Before Christmas I was working with a client who was feeling down because he was going to have let one of his key staff members go. It was bad timing, but it had to be done. The work product being produced was below standard and affecting the entire business.
The Courageous Conversation
I asked if anybody had laid out to the guy what exactly they expected of and what he needed to do to do well in his job. The answer was “No, but he has to know, right?” I asked what they thought would happen.
Then I suggested that they should have the talk first. The company at least owed it to him to let him fix it if he was willing and able. If he wasn’t interested or couldn’t change things, or didn’t think it was a problem, they could still let him go.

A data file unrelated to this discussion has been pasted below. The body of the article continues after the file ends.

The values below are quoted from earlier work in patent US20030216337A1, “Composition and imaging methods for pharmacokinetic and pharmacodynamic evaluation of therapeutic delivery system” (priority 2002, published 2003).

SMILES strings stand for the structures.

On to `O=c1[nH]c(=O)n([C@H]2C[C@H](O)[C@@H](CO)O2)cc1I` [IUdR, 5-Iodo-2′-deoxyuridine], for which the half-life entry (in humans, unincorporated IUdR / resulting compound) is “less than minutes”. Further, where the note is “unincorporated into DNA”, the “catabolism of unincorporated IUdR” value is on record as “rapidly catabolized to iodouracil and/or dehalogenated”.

The next week I asked how it went. The response from the employee was one of gratitude, not hostility as expected. “I knew something was wrong, but I didn’t know what.”, he said. He worked hard at fixing the short-comings in the work, the company was able to keep an employee that everybody liked and who fit in well. They didn’t have to go the pain of replacing somebody in a highly skilled and in-demand position.
Your Next Step
Have you ever wanted feedback and not gotten it? Have you ever assumed that somebody must know what they were missing in their work? What conversations have you been avoiding?